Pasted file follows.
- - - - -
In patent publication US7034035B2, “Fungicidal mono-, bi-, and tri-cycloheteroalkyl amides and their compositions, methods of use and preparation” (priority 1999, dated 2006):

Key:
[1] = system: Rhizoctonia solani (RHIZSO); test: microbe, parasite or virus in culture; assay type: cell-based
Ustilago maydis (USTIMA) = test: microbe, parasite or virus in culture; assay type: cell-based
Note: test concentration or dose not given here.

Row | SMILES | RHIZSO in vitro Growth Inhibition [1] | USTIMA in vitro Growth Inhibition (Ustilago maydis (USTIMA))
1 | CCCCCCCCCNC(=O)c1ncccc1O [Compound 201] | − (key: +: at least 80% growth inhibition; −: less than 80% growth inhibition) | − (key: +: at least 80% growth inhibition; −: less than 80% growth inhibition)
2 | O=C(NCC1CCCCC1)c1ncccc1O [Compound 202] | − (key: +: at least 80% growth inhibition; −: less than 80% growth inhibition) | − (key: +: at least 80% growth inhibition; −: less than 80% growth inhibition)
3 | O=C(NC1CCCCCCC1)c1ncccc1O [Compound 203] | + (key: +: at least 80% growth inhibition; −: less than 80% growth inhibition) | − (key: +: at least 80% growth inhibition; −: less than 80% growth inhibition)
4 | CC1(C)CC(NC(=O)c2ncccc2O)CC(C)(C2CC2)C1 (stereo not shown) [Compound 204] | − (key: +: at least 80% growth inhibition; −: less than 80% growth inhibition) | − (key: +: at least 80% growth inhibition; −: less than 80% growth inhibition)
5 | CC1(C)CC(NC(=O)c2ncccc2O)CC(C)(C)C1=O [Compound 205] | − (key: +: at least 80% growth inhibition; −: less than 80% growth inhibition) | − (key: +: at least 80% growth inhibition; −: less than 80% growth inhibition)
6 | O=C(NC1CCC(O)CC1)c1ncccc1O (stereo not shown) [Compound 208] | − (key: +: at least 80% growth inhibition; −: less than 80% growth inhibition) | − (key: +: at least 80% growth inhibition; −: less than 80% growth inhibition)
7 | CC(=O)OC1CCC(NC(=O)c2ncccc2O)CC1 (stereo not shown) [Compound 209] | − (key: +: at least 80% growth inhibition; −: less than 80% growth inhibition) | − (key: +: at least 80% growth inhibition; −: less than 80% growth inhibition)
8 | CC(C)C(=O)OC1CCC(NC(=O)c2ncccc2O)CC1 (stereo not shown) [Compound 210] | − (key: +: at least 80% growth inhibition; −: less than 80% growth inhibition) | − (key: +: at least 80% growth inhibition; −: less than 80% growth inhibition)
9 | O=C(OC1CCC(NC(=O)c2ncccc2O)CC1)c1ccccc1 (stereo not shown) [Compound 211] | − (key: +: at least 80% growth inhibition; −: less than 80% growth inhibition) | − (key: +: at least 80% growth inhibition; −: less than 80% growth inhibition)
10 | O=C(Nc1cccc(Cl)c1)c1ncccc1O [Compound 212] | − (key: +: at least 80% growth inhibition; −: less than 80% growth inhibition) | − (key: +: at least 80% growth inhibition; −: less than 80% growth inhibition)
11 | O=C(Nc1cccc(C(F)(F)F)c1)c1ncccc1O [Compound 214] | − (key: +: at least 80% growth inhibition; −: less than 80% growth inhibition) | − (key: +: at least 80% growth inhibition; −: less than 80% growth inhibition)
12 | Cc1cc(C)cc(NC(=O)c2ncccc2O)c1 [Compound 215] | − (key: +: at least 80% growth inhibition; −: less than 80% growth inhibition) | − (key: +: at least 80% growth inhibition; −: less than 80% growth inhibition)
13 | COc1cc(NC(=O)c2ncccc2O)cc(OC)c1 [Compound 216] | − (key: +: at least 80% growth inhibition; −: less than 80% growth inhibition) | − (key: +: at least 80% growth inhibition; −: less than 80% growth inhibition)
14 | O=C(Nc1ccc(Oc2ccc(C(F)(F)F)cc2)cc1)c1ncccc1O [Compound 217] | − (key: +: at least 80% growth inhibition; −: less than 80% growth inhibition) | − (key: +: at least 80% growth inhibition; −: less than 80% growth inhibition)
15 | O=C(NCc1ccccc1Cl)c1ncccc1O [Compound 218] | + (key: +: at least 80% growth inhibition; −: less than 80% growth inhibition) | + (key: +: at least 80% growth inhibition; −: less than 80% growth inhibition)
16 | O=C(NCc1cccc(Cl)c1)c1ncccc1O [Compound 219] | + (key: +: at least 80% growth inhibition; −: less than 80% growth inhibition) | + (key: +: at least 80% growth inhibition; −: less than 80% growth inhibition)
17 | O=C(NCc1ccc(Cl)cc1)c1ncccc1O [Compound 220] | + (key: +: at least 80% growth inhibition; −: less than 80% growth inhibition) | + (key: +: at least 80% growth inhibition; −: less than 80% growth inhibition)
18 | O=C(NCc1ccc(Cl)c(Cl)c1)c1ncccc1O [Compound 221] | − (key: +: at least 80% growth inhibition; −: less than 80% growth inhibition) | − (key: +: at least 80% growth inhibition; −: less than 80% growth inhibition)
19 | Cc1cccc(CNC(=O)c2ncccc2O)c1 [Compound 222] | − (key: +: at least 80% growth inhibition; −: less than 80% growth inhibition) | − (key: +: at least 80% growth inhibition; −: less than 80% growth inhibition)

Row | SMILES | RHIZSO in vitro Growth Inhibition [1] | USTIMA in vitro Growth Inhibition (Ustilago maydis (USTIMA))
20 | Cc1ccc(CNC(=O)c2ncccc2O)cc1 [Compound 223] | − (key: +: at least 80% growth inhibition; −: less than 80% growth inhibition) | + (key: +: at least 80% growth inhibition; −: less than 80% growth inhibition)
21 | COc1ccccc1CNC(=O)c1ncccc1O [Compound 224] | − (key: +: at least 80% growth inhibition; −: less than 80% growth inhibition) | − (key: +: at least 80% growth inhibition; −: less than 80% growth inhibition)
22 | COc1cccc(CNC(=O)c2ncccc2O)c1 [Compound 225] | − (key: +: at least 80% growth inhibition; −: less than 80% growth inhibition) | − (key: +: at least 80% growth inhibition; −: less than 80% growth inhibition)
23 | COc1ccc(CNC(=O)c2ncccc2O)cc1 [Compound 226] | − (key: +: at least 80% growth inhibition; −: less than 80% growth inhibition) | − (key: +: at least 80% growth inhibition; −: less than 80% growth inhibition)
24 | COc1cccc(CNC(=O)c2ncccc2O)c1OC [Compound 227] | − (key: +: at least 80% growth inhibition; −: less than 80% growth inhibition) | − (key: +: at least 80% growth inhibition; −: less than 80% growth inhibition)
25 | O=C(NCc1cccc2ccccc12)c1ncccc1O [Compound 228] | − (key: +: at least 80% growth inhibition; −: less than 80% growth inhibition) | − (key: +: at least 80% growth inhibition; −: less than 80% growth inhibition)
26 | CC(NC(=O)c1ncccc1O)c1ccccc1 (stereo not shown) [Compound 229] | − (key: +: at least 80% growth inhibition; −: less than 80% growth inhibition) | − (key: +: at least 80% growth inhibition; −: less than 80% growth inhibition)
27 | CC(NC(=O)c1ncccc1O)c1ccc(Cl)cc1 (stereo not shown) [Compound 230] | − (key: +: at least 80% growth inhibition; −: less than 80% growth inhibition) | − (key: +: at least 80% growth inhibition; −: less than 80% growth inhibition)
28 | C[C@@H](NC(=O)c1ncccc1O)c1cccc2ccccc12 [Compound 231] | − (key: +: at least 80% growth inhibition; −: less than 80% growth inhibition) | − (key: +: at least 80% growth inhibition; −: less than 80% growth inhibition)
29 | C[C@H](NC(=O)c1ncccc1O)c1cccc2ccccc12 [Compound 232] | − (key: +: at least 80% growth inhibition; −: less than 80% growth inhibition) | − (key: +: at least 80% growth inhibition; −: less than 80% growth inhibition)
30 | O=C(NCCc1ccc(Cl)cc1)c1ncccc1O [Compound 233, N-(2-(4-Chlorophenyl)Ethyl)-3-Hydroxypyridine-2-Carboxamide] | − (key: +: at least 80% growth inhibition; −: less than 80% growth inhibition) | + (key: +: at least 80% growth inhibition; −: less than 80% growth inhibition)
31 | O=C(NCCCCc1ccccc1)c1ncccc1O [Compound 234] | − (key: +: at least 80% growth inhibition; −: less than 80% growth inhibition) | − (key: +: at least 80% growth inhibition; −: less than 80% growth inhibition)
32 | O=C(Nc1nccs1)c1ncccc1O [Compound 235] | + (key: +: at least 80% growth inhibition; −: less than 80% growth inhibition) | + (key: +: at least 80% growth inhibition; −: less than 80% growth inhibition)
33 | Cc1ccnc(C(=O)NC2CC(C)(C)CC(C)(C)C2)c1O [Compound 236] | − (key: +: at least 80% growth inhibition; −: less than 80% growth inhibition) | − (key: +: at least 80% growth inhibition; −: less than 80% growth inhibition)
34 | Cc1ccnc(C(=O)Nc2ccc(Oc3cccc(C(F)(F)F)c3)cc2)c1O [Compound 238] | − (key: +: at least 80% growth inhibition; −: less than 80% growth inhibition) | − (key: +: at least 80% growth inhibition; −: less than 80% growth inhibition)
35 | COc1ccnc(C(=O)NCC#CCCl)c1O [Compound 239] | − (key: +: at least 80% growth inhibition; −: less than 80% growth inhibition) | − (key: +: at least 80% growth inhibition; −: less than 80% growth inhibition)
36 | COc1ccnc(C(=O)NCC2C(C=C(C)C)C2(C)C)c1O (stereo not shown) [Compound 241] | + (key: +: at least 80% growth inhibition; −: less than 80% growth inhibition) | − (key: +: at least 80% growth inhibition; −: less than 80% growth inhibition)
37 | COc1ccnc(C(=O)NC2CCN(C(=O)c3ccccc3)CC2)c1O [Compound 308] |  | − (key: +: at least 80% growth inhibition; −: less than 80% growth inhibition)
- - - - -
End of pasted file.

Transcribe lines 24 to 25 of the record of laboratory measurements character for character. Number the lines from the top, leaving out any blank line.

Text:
18 | O=C(NCc1ccc(Cl)c(Cl)c1)c1ncccc1O [Compound 221] | − (key: +: at least 80% growth inhibition; −: less than 80% growth inhibition) | − (key: +: at least 80% growth inhibition; −: less than 80% growth inhibition)
19 | Cc1cccc(CNC(=O)c2ncccc2O)c1 [Compound 222] | − (key: +: at least 80% growth inhibition; −: less than 80% growth inhibition) | − (key: +: at least 80% growth inhibition; −: less than 80% growth inhibition)